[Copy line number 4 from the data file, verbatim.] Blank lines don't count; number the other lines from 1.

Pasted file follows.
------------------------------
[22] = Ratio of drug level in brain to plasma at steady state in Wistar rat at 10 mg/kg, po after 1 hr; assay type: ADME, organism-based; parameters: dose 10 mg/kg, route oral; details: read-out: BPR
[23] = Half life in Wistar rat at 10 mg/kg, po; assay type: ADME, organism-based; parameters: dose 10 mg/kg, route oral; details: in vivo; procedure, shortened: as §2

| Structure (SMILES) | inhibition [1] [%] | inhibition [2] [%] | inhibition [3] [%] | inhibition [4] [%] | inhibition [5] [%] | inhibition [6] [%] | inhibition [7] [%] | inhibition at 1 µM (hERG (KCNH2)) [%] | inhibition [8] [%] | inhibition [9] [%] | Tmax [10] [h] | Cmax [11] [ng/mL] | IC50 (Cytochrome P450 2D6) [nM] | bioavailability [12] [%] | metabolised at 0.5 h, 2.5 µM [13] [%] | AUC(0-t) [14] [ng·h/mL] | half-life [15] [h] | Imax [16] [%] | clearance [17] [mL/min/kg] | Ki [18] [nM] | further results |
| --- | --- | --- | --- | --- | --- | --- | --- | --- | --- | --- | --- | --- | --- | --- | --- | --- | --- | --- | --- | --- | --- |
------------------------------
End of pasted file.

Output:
| --- | --- | --- | --- | --- | --- | --- | --- | --- | --- | --- | --- | --- | --- | --- | --- | --- | --- | --- | --- | --- | --- |